To tell the truth, Michael Dippy wasn't on our radar screen when the editorial board started talking about candidates for Central Floridian of the Year.
Someone might have even made a crack about his last name when we first heard it (sorry, Michael).
Then we started reading the nominations that came pouring in. This was the first year we solicited suggestions from the public. Usually the editorial board, which as a group follows the news and the community pretty closely, holds a few brainstorming sessions. Then — after some research, consultation and arguing — the group makes a choice.
And they've always been good ones. Marjory Stoneman Douglas, the Everglades' greatest champion, was our first Floridian of the Year back in 1983.
The designation was changed to Central Floridian of the Year in 2001 when the winner was a scrappy group of Apopka youngsters who took the national Little League baseball title and the region's hearts.
Over the years we've picked firefighters, nuns, scientists, academics and, even a couple of deserving politicians. The 2009 winner was Dave Krepcho, whose Second Harvest Food Bank keeps people fed during lean economic times.
They've all had something in common — the drive to do good for their state and their communities.
This year we wanted to hear from you, which is how we heard about Michael Dippy, who only shows up four times — and very briefly — in our story archives. Turns out he's been making headlines of another kind, doing quiet but important work for IDignity to help the homeless regain their identities so they can get off the streets and rejoin society.
And he's found success, something that has eluded other, better-connected advocates for the homeless.
We received about 40 nominations for Dippy, and to my eye, this wasn't a coordinated effort to land him an award. One nomination was a single sentence. Others were lengthy, impassioned pleas to recognize an unsung local hero.
"You need only to observe Michael at any event to witness his compassion and heart for the poor and the homeless," one person wrote. "His leadership and dedication are an inspiration to all. He is definitely deserving of this honor."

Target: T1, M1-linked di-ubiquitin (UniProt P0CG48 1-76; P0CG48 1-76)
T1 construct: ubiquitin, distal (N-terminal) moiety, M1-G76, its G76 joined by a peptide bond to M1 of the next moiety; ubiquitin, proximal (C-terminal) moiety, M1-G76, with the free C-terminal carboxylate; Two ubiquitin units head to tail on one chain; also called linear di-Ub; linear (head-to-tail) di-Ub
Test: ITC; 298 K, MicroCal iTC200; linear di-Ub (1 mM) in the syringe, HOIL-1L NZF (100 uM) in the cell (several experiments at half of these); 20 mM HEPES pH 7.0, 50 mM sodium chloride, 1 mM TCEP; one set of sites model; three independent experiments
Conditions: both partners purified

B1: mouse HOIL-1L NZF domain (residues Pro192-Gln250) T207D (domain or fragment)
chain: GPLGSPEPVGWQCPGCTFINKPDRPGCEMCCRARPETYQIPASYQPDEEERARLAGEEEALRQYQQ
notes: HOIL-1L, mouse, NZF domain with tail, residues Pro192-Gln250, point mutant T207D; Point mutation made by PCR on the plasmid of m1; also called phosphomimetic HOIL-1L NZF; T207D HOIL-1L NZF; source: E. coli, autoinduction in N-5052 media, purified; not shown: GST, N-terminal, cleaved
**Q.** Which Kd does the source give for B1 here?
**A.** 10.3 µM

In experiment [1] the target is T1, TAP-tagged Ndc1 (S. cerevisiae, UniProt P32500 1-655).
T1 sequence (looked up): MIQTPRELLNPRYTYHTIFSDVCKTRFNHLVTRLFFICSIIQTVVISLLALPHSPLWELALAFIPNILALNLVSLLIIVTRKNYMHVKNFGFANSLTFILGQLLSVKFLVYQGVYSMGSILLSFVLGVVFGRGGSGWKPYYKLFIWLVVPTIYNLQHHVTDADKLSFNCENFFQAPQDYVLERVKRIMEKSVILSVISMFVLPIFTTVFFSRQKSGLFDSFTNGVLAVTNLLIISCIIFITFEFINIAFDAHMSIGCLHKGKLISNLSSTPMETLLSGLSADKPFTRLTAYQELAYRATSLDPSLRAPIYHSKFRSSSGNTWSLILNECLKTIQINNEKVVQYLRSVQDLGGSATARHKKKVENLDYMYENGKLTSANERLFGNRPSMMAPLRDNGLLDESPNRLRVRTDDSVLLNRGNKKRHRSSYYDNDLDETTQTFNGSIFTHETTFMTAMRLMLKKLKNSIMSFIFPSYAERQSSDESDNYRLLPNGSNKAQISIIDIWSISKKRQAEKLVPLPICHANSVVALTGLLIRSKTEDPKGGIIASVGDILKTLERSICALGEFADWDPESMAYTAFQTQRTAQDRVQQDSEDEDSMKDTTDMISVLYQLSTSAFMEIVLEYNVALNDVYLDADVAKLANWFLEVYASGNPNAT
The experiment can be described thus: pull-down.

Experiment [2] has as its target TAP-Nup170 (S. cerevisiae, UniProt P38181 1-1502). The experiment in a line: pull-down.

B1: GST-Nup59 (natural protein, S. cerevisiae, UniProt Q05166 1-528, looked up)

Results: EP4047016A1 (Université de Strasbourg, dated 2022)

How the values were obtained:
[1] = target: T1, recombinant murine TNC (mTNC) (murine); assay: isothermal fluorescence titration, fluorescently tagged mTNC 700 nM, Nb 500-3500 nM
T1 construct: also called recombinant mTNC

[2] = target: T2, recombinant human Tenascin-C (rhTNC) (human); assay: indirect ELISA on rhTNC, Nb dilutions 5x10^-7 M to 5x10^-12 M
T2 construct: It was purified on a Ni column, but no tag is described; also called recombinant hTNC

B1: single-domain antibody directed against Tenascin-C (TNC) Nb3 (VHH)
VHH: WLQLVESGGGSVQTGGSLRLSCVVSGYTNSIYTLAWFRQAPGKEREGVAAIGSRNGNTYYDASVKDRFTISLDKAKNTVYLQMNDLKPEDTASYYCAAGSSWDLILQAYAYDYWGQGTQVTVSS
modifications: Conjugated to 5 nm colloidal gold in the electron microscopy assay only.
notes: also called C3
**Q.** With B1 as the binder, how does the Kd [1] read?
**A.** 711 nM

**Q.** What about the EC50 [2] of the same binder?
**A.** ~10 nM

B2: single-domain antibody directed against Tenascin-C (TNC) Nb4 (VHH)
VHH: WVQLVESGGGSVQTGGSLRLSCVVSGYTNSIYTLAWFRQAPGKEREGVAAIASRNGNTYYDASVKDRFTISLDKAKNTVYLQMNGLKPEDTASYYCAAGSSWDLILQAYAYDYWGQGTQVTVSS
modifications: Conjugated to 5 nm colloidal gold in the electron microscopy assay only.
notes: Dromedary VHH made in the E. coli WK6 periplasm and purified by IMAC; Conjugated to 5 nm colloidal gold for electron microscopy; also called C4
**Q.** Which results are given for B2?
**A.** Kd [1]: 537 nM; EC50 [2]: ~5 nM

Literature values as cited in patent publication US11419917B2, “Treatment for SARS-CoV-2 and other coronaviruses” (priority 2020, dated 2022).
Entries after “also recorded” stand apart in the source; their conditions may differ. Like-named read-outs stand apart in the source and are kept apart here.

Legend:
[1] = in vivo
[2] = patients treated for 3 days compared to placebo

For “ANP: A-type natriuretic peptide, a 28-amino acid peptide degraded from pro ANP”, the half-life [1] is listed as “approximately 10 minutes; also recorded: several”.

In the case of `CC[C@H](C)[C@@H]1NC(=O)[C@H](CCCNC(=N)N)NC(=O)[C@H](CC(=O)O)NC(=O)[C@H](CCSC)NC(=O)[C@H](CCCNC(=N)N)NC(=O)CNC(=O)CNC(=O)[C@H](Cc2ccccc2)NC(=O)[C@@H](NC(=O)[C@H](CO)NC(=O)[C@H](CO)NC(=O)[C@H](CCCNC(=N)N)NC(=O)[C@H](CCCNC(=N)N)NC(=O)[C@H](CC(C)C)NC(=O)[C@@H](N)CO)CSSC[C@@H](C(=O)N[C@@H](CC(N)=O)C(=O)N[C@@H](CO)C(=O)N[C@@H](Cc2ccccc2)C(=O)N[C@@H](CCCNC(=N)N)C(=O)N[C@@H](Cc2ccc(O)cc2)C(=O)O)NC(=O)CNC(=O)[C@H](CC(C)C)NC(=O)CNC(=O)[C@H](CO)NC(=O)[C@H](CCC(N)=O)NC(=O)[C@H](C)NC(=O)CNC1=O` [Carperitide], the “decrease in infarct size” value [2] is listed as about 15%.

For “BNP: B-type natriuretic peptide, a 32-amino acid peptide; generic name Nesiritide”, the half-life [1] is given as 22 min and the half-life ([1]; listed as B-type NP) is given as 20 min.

We heard you.
We also heard from others who wanted to make sure we knew about people like Lake Mary police officer Zach Hudson. He won a national law-enforcement award — and was featured recently in Parade magazine — for starting a program to aid seniors who need help with anything from yard maintenance to walker repairs.
And Rick Walsh, a longtime civic leader and former Darden executive who took over the embattled chairmanship of Florida's Blood Centers.
And David Bundy, who heads the Children's Home Society of Florida.
And Anne Hallum of Stetson University, who has long been involved in efforts to restore Central American forests.
And John Land, the beloved and looooongtime mayor of Apopka.
And Harris Rosen, the hotel magnate who's had run-ins with this editorial board in years past but whose philanthropy and drive is remarkable (he made our list of finalists).
And even Pamela McEachern of Chuluota, who, in the estimation of Marine Cpl. Wilson McEachern, is such a terrific mom and community servant that she deserves to be named Central Floridian of the Year.
Congratulations — and thanks — to all of them.
Mike Lafferty can be reached at firstname.lastname@example.org or 407-420-5406.Copyright © 2015, Los Angeles Times